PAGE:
CovSim 2018: A workforce education simulation to develop practice-ready graduates

Natasha Taylor, Janet Campbell, Adam Layland, Dawn Wilbraham Hemmings, Oliver Wood

Research output: Contribution to journalArticle

Abstract

This case study provides an overview of a cross-faculty interprofessional simulation event to help in the development of practice-ready graduates. The case study is based on a simulated music festival, CovSim 2018, which was used as a context for a set of collaborative capability learning outcomes. A series of six individual but interlinked simulation stations were developed, with a linear major incident narrative to help contextualise the learning outcomes. These simulations were: 1) preparation and then 2) immersion into the music festival, 3) social media, 4) emergency department, 5) healthcare leadership, 6) public inquiry. These simulations comprised immersive simulation elements, using innovative technology but underpinned with existing, evidenced pedagogical tools and structures. This project was designed, in part, to evaluate the feasibility of interprofessional education collaboration with seemingly disparate learners, and to assess whether this type of event could affect cognitive change. The case study described here outlined the implementation process and presentation of a multi-phase research project and analysis.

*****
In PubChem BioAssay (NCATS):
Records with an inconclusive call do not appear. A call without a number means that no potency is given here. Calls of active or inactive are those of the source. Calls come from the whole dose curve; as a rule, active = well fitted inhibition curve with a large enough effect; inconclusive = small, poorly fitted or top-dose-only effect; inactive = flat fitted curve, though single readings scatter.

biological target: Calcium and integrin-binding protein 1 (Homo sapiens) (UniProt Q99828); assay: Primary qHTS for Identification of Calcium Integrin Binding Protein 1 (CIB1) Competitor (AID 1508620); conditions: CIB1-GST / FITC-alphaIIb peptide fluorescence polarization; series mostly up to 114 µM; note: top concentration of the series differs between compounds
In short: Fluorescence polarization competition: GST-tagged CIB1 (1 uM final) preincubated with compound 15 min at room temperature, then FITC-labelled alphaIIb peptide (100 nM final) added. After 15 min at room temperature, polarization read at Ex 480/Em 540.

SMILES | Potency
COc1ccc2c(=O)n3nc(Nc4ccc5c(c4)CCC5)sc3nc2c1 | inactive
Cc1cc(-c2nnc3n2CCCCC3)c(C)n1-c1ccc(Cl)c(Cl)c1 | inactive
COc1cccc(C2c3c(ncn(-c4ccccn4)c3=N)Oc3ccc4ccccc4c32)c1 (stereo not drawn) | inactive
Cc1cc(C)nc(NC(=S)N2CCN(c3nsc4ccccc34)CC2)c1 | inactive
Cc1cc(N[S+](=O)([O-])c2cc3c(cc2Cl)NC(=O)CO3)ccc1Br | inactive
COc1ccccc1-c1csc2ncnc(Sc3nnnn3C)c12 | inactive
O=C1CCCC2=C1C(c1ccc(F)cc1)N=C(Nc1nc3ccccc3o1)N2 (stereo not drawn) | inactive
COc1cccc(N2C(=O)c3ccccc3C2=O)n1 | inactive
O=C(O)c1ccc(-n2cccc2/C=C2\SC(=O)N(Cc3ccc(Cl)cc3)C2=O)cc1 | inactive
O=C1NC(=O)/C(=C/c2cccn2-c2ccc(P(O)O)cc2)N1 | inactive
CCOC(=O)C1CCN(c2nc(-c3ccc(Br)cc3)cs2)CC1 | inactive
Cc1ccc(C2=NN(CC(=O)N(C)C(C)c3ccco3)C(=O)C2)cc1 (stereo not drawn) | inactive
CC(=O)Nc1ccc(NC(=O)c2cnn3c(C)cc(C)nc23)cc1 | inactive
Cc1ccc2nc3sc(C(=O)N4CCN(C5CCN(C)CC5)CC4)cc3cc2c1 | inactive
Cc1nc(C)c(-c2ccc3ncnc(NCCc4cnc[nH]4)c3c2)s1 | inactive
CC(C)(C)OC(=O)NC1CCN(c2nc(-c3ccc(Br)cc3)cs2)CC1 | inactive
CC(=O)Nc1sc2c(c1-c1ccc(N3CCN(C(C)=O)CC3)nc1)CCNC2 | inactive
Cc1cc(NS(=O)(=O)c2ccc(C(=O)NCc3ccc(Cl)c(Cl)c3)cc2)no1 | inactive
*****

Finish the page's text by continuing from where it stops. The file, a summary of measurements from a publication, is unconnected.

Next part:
Original languageEnglish
Number of pages5
JournalJournal of Interprofessional Workforce Research and Development
Volume1
Issue number2
Publication statusPublished - Oct 2018

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Cite this

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title = "CovSim 2018: A workforce education simulation to develop practice-ready graduates",
abstract = "This case study provides an overview of a cross-faculty interprofessional simulation event to help in the development of practice-ready graduates. The case study is based on a simulated music festival, CovSim 2018, which was used as a context for a set of collaborative capability learning outcomes. A series of six individual but interlinked simulation stations were developed, with a linear major incident narrative to help contextualise the learning outcomes. These simulations were: 1) preparation and then 2) immersion into the music festival, 3) social media, 4) emergency department, 5) healthcare leadership, 6) public inquiry. These simulations comprised immersive simulation elements, using innovative technology but underpinned with existing, evidenced pedagogical tools and structures. This project was designed, in part, to evaluate the feasibility of interprofessional education collaboration with seemingly disparate learners, and to assess whether this type of event could affect cognitive change. The case study described here outlined the implementation process and presentation of a multi-phase research project and analysis.",
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